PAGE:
Macedonia’s Alexander Deemed “Too Big”

resizer23The size and cost of the Alexander the Great statue planned for Skopje’s central square, as well as the lack of transparency on the part of the authorities over its commissioning, has provoked a series of attacks on the proposal.

Art critics, sculptors and architects alike argue that the grandiose monument of the ancient warrior king is too big for its surroundings at 22metres tall, and is more akin to the monoliths previously put up by authoritarian regimes. 

“I wonder why a monument of this size? Maybe for the Greeks in Athens to see that we too have an Alexander of our own,” well-known sculptor Blagoja Cuskov told the Utrinski Vesnik daily.

He argues that such a lavish monument – as tall as an eight-storey building – would overshadow the surrounding city square.

The architect Miroslav Grcev says statues of this size are a characteristic of authoritarian regimes. “Saddam Husein was the last who built a giant monument,” Grcev said.

He and others have noted that the public does not know how this sculpture and another nine bronze statues, costing a total 10 million euro, were commissioned.

Grcev said that the artist behind the Alexander statue, which will cost 4.5 million euro, is relatively unknown. The public first heard about Valentina Stevanovska last year where she was chosen to make the monument of Alexander’s father, Phillip of Macedon, in one municipality in the outskirts of Skopje. It is not clear how she was chosen or who chose her.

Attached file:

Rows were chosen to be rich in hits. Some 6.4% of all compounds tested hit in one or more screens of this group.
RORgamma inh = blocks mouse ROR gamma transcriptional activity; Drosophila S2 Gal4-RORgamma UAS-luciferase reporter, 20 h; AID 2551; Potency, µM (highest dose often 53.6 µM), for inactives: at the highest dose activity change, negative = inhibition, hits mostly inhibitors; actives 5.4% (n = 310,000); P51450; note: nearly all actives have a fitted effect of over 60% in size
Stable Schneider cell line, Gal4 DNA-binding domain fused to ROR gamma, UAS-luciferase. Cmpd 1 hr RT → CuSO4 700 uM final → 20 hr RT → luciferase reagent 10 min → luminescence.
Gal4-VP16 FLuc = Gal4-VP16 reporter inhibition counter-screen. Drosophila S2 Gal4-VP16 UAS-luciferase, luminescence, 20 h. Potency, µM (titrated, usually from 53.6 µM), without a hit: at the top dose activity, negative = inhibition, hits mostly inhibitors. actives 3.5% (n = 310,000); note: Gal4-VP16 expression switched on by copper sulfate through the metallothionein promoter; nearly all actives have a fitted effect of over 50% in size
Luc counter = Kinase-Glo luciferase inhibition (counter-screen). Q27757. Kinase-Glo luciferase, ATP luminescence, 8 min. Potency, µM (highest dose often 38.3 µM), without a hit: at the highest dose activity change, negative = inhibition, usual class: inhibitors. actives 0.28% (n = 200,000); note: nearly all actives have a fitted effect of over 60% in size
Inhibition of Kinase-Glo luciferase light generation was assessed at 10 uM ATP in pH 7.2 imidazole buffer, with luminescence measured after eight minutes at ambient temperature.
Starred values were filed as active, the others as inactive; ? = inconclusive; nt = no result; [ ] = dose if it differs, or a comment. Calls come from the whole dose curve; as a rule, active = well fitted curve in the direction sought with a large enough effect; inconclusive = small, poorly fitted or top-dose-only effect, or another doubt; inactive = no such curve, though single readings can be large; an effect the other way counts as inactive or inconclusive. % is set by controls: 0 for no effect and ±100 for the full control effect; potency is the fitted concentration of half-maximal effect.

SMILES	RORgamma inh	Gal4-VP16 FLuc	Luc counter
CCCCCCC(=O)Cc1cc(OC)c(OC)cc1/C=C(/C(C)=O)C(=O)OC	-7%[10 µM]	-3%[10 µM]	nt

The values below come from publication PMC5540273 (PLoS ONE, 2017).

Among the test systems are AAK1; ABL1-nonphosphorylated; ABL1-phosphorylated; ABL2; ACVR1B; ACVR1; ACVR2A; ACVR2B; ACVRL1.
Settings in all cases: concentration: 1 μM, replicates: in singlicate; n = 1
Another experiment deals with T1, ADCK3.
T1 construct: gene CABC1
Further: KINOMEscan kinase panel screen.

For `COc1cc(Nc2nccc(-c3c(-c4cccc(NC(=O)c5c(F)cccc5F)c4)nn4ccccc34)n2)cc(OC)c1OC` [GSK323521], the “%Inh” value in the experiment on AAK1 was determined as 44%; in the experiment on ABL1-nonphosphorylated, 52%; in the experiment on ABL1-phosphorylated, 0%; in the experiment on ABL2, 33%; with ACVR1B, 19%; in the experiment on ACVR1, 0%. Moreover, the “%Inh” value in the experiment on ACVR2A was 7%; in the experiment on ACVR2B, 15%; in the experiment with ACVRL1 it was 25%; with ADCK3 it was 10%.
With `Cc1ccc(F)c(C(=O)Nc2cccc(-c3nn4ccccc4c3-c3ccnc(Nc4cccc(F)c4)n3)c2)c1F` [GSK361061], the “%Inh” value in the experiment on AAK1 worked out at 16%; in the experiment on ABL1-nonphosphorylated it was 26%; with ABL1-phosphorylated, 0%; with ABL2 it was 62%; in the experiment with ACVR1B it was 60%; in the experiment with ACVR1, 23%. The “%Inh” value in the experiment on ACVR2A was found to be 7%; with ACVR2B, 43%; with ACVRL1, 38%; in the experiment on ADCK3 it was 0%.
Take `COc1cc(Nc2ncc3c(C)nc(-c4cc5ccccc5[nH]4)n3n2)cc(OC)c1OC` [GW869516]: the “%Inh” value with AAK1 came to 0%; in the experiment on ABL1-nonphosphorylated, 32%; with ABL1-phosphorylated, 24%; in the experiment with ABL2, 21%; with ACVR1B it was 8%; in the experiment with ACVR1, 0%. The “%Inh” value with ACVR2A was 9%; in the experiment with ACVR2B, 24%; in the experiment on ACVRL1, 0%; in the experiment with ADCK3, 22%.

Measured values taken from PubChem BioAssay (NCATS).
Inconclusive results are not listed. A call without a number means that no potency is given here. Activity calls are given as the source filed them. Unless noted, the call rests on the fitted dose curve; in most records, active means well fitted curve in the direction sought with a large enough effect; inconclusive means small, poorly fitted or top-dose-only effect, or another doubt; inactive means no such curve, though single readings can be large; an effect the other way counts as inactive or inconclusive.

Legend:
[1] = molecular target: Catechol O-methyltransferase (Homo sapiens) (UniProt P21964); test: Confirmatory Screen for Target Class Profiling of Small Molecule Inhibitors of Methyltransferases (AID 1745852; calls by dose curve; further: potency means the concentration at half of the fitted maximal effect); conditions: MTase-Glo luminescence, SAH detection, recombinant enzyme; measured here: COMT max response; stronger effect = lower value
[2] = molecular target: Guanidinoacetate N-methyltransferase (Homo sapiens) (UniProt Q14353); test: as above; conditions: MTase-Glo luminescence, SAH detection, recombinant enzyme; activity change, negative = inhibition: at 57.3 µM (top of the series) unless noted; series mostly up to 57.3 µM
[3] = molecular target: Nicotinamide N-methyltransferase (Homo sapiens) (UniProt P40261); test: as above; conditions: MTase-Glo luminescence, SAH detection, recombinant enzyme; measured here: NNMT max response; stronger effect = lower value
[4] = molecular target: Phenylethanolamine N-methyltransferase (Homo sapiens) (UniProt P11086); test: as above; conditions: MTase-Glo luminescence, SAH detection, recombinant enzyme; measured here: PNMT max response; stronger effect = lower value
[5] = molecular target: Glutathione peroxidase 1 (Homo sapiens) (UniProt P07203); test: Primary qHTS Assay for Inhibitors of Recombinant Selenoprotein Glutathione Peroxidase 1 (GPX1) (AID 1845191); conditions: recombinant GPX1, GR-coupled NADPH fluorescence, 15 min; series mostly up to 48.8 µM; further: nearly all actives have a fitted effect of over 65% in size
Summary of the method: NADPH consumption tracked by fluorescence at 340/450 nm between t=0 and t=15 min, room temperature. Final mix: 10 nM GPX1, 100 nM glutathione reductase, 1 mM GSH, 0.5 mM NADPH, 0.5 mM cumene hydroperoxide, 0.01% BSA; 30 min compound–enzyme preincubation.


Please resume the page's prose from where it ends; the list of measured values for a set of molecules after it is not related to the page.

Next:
Rumours about the statues have swirled in the past few months. But details of the form, size and commissioning were only released earlier this week after the Dnevnik newspaper published documents it had received about their construction.

Following the publication of the article, the mayor of Skopje’s central municipality was forced to disclose details about the statues.

But while he confirmed that the central government will pay for them, the ministry of culture has since remained silent.

The statue of Alexander the Great is scheduled to be erected by the end of next year.

Some commentators say that the sheer number of monuments that are currently being planned, without any prior public debate or quality control, can potentially harm the city’s public space.

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